Zimbabwe’s banks were awash with so much cash-nine months after the introduction of the multiple currencies in 2009- that they did not seem to notice that the Reserve Bank of Zimbabwe had robbed them of $39 million.
A cable just released by Wikileaks says the banks had ample reserves beyond what the RBZ had diverted, and steady growth in deposits had helped the banking system to remain stable.
But the cable said the case could increase tension between Finance Minister Tendai Biti and RBZ Governor Gideon Gono.
Biti was at the time fighting to get Gono’s appointment nullified.
“And when the full story finally registers with the public,” the cable says. “Zimbabwe will look like an even riskier place to do business.
Viewing cable 09HARARE886, ZIMBABWE BANKS WHISTLE PAST THE GRAVEYARD
PP RUEHBZ RUEHDU RUEHJO RUEHMR RUEHRN
DE RUEHSB #0886/01 3111228
ZNR UUUUU ZZH
P 071228Z NOV 09
FM AMEMBASSY HARARE
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INFO RUCNSAD/SOUTHERN AF DEVELOPMENT COMMUNITY COLLECTIVE
RUEHAR/AMEMBASSY ACCRA 3160
RUEHDS/AMEMBASSY ADDIS ABABA 3272
RUEHBY/AMEMBASSY CANBERRA 2533
RUEHDK/AMEMBASSY DAKAR 2902
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RUEHGV/USMISSION GENEVA 2452
RUZEJAA/JAC MOLESWORTH RAF MOLESWORTH UK
RHMFISS/EUCOM POLAD VAIHINGEN GE
UNCLAS SECTION 01 OF 02 HARARE 000886
AF/S FOR B.WALCH
DRL FOR N.WILETT
ADDIS ABABA FOR USAU
ADDIS ABABA FOR ACSS
STATE PASS TO USAID FOR J.HARMON AND L.DOBBINS
STATE PASS TO NSC FOR SENIOR AFRICA DIRECTOR M.GAVIN
E.O. 12958: N/A
SUBJECT: ZIMBABWE BANKS WHISTLE PAST THE GRAVEYARD
Ref: Harare 863
¶1. (SBU) SUMMARY: Bankers in Harare seem not to have noticed that
the Reserve Bank of Zimbabwe (RBZ) has robbed them of US$39 million.
Local papers reported details of the RBZ’s latest malfeasance just
days after IMF officials gave details to the GOZ and diplomats
(reftel). The banks have ample reserves beyond what the RBZ has
diverted, and steady growth in deposits helps the banking system
remain stable. Even in the best case, this incident will increase
tension between Finance Minister Tendai Biti and RBZ Governor Gideon
Gono. And when the full story finally registers with the public,
Zimbabwe will look like an even riskier place to do business. END
¶2. (SBU) IMF officials recently told diplomats in Harare that the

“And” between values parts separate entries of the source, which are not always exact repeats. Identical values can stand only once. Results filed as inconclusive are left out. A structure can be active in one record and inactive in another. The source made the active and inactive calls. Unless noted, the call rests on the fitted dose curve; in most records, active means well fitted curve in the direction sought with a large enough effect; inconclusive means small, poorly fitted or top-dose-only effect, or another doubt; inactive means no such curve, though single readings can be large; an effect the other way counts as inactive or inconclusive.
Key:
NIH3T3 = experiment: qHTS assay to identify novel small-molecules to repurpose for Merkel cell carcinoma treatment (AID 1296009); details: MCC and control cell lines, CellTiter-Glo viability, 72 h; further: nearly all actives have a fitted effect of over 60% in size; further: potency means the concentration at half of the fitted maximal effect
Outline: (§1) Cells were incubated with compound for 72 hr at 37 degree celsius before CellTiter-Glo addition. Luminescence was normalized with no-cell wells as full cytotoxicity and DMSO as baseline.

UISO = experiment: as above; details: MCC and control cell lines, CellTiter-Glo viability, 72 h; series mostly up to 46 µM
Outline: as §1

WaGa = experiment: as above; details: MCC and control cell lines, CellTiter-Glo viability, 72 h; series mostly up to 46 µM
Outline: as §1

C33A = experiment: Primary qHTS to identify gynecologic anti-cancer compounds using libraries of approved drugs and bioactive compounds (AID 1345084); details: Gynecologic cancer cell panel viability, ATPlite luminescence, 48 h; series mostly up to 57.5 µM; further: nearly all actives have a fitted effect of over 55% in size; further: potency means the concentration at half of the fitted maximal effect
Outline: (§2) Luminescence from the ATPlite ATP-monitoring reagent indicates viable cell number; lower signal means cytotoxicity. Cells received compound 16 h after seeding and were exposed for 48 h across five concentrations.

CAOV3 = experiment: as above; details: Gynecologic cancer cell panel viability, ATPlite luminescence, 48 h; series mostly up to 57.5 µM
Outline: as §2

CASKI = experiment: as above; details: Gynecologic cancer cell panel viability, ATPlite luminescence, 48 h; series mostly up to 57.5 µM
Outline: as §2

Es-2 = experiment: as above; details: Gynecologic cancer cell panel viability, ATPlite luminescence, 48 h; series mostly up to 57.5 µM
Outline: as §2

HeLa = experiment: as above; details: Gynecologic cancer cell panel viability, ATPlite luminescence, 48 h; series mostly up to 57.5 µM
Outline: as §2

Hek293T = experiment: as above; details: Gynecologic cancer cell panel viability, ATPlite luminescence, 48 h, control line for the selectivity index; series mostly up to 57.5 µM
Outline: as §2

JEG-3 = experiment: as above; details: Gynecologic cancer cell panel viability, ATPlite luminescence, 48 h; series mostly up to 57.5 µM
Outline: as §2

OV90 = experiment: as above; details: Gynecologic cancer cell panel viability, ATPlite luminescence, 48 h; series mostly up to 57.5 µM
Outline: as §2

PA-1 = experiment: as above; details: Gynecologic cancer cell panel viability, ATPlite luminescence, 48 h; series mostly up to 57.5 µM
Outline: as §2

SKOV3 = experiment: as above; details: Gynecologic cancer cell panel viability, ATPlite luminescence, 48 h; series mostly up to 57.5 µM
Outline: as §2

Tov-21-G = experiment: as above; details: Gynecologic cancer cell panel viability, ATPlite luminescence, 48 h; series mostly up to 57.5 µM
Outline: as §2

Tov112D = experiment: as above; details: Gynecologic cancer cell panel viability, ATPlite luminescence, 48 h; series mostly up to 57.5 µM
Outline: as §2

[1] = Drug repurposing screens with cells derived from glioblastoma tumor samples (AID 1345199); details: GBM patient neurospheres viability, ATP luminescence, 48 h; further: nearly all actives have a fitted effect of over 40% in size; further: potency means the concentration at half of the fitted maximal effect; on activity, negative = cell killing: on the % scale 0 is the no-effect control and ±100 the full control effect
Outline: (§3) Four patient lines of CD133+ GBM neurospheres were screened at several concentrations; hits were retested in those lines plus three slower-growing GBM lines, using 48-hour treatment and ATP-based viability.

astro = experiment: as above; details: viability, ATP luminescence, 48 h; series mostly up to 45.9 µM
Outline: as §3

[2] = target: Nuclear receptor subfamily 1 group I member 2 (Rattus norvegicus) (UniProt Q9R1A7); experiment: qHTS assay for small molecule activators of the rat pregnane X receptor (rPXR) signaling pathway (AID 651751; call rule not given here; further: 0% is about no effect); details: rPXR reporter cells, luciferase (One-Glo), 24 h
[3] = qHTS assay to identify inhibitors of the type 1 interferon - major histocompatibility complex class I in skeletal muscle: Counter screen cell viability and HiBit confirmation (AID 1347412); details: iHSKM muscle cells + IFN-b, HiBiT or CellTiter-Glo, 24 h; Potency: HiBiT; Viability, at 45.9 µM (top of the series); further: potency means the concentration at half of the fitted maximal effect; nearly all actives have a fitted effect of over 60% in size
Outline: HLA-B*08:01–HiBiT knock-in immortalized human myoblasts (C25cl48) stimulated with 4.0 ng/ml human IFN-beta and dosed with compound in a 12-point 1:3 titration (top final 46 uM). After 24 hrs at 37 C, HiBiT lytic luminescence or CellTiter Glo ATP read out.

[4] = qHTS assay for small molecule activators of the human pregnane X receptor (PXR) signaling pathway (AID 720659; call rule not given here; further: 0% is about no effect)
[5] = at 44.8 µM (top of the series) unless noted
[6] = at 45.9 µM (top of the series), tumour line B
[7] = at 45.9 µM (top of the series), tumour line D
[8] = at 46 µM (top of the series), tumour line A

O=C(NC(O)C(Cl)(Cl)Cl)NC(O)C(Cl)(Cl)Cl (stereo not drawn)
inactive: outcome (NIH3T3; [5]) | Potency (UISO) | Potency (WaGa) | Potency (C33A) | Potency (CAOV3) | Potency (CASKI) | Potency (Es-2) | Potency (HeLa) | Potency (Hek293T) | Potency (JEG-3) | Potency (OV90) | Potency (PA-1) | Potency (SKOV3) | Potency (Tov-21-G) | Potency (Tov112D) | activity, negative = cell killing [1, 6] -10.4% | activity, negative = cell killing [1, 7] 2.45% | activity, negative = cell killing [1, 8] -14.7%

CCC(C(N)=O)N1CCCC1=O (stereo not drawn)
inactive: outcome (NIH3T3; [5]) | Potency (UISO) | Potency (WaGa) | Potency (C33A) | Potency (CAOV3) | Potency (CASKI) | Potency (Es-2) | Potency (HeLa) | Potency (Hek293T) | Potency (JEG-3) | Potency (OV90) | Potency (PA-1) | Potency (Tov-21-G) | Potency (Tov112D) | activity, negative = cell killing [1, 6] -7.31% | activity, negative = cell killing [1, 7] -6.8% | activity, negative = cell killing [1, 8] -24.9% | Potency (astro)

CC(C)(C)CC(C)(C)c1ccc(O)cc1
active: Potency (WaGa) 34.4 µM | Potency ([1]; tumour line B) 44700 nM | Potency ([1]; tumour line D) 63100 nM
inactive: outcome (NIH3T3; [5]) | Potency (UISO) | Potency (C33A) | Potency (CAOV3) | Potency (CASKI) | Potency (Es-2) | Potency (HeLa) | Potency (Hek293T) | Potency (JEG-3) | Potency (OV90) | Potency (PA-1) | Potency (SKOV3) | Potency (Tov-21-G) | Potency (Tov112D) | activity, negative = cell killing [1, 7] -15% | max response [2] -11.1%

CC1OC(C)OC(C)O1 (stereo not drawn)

RBZ had undermined the stability of the banking system by spending
banks’ reserve deposits. Within two days of the IMF briefing, local
papers had reported this tale of the ultimate in insider bank
heists, along with direct quotes from the IMF’s report to the GOZ.
But the press reports did not create queues of nervous bank
depositors rushing to withdraw money, and none of the banks have
complained in public. Even our own discreet enquiries revealed no
alarm among the banks.
¶3. (SBU) One reason Harare bankers remain calm is that past
experience of RBZ recklessness has taught them to take precautions.
Beyond the minimum reserves required by RBZ rules (10 percent of
deposits), the banks maintain excess reserves equivalent to at least
5 percent of deposits. And the banks remain cautious about lending.
The volume of bank credit is still less than half of deposits. In
1999, by contrast, banks’ loans to the private sector exceeded 90
percent of deposits.
¶4. (SBU) Like other victims of Ponzi schemes, the banks also have
empirical reasons to hope for the best. There has been rapid growth
in deposits since February, so the RBZ has seen a steady increase in
banks’ required reserves. As a consequence, when a given bank
experiences a decline in deposits and requires a refund of required
reserves, the RBZ has always been able to fund that obligation
through the increase in other banks’ reserve deposits. This is a
risky game for a central bank to play, but the RBZ can get away with
it as long as the level of deposits is rising. So far, according to
our banking contacts, the RBZ has never failed to refund reserves to
a bank when necessary.
¶5. (SBU) It is also possible that the banks may not yet be aware of
the scale of the RBZ’s latest malfeasance. While at least one
independent newspaper has the full story as set out in the IMF’s
report, the reporting so far has not been entirely coherent. The
main point may have escaped the notice of even financially astute
readers. One bank director told us it was bad for the RBZ to spend
bank’s reserves, but the practice could be tolerated as long as most
of the reserves were left in place and the RBZ did not use the
Qof the reserves were left in place and the RBZ did not use the
banks’ money to fund its operations. In fact, as of the end of
August the RBZ had diverted over 80 percent of banks’ required
reserve balances to fund salaries, pay off debts, and even subsidize
the national airline.
¶6. (SBU) COMMENT: This incident is sure to escalate the friction
between Biti and Gono. Biti and his party, the MDC, have been
trying to remove Gono from his position since the formation of the
transitional government in February. They will cite the reserves
fiasco as further evidence of Gono’s incompetence. When the story
broke, Gono publicly stated that the Ministry of Finance was to
blame because it had not given the RBZ sufficient funding. Whether
they are still in the dark or just pretending to be, the banks will
inevitably find it necessary to protect their interests. Once the
penny drops, so to speak, they could confront the RBZ and insist on
HARARE 00000886 002 OF 002
having the missing funds restored (as the IMF has already done).
Additionally, they can scale back lending to improve their reserve
positions. In any event, the full story will eventually emerge and
do further damage to Zimbabwe’s battered business climate. END